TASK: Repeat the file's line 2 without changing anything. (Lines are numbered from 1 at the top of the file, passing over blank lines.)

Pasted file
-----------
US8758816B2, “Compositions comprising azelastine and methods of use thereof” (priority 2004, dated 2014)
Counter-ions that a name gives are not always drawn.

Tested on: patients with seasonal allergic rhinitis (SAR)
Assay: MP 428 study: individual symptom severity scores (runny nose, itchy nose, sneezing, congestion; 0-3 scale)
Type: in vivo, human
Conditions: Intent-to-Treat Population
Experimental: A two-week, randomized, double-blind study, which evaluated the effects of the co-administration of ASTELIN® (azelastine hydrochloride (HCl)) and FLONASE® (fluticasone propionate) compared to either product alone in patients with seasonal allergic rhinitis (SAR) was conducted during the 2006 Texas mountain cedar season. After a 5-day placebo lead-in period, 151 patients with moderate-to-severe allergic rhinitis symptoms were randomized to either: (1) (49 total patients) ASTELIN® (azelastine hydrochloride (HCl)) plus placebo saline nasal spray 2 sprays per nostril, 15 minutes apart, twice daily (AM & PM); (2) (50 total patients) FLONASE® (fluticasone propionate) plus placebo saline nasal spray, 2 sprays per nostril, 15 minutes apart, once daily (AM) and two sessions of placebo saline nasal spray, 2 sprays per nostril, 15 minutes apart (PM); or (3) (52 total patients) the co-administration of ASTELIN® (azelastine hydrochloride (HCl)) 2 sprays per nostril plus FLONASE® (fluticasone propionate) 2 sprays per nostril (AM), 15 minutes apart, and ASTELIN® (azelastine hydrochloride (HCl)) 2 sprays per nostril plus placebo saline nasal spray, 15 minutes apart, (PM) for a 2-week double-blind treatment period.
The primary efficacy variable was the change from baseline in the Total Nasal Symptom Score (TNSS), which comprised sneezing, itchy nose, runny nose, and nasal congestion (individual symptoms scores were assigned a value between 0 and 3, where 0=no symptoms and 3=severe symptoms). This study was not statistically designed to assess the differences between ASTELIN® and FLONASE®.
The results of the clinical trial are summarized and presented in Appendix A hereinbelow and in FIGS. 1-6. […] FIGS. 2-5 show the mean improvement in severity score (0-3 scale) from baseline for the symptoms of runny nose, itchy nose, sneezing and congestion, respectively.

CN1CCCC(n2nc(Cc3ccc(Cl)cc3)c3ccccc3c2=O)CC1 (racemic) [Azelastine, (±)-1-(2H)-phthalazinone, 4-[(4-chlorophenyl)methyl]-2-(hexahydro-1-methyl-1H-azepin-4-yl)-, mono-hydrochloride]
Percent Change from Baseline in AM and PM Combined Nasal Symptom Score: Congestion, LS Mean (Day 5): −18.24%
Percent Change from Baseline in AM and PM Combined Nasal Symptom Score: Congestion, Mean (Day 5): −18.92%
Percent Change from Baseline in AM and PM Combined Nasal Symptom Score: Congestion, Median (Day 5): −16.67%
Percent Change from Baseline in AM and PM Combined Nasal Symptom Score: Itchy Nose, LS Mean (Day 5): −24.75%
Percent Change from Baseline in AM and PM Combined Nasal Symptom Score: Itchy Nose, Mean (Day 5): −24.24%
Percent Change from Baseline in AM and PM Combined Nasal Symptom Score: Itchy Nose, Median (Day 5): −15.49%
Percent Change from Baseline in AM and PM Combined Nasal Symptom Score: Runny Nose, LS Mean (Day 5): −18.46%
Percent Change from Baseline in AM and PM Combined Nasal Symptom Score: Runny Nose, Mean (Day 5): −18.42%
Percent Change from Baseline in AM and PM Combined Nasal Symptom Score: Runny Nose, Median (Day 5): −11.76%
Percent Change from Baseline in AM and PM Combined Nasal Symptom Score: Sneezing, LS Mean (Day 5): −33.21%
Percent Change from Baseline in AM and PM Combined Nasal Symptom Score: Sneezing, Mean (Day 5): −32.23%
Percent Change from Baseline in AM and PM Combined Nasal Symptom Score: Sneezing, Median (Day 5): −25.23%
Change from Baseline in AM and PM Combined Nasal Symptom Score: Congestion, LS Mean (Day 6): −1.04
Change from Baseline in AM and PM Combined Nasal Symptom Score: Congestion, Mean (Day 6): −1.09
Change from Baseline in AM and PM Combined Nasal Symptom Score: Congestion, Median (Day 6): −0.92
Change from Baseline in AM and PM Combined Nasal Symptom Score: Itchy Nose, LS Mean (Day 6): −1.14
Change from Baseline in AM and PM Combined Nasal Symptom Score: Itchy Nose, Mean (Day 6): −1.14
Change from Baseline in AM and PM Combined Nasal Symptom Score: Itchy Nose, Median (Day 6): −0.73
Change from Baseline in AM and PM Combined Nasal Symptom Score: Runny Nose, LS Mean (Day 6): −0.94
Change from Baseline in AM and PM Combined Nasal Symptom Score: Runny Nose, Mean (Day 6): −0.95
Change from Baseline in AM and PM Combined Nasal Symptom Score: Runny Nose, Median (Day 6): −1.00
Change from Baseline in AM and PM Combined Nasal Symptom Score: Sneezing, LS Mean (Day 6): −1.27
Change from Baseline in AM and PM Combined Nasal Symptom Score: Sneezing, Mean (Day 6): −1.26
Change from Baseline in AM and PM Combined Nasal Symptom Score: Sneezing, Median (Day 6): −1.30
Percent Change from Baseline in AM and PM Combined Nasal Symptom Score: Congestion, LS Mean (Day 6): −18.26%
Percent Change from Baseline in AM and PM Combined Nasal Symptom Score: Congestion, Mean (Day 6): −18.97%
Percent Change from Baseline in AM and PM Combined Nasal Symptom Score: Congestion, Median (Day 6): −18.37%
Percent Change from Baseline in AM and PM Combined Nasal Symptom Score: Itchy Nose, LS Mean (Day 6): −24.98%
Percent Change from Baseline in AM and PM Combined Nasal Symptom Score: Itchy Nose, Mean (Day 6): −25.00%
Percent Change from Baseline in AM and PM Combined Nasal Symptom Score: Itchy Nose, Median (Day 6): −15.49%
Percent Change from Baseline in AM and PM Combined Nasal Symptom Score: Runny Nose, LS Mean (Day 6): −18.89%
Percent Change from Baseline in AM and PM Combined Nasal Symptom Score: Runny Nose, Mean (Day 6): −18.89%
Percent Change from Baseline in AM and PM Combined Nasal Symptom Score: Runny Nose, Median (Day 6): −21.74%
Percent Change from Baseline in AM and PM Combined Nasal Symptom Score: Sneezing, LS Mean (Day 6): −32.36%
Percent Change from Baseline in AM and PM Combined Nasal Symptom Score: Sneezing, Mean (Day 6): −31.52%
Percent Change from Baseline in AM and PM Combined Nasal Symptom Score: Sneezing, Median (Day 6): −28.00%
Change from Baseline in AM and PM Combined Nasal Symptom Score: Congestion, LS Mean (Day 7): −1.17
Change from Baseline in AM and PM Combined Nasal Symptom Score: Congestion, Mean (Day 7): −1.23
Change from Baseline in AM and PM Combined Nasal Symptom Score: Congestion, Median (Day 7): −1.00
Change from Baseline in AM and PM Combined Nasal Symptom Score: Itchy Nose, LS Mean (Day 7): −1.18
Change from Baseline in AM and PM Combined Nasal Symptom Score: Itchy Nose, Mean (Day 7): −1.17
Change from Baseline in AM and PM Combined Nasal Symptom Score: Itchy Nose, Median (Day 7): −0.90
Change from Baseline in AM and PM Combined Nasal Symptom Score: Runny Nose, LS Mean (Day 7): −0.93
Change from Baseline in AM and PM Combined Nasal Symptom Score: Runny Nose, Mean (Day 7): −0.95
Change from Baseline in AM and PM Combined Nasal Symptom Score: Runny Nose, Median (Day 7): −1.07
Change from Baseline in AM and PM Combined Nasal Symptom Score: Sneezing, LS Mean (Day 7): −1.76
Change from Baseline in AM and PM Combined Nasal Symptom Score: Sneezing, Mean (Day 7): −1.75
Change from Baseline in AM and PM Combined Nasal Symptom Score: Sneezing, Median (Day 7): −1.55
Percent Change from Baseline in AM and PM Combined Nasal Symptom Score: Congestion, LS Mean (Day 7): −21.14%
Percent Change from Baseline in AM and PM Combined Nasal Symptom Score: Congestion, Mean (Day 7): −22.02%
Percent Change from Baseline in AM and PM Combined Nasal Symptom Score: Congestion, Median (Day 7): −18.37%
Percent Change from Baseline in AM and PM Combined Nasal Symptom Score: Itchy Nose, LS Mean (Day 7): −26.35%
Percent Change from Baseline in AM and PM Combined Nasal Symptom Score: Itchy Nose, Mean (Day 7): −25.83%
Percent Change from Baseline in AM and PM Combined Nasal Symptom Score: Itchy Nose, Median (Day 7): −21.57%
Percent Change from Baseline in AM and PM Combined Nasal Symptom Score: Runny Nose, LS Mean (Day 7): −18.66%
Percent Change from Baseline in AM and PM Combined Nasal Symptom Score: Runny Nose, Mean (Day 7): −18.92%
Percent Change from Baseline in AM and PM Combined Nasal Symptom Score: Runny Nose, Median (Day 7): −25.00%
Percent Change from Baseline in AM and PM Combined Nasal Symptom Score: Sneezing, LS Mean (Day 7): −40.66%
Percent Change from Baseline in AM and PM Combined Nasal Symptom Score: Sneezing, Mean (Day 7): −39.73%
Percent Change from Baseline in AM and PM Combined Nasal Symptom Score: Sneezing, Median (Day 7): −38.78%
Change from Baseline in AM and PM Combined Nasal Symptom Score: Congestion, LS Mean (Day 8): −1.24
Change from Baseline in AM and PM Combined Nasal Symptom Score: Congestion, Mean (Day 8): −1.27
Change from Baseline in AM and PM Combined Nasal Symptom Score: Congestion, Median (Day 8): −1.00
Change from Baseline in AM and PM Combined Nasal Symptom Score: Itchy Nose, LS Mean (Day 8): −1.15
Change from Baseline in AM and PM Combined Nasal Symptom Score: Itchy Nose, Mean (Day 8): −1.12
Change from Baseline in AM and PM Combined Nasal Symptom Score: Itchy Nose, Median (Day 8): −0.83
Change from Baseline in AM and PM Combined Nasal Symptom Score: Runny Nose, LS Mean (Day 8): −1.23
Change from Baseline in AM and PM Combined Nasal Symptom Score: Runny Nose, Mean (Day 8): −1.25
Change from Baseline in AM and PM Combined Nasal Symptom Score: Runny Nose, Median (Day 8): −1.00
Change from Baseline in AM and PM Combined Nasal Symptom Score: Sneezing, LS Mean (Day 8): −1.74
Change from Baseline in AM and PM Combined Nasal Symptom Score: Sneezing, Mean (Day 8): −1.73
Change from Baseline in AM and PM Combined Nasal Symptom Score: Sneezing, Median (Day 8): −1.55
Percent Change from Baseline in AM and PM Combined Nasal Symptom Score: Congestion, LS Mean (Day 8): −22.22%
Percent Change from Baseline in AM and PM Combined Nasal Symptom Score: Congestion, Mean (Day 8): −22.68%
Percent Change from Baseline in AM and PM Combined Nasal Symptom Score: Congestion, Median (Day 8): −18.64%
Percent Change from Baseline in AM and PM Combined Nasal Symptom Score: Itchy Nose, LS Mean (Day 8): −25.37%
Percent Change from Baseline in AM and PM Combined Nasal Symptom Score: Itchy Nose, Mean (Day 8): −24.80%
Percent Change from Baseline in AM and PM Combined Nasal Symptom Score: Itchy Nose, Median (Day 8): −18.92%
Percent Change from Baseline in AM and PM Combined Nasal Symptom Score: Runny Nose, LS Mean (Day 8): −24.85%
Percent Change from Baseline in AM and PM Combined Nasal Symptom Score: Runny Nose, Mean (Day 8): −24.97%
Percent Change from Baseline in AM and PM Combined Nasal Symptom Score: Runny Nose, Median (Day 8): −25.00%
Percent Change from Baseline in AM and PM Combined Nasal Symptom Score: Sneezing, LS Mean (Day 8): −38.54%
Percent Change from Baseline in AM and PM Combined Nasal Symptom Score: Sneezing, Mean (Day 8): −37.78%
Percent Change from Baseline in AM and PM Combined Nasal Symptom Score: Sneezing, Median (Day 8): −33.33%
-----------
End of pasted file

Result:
Counter-ions that a name gives are not always drawn.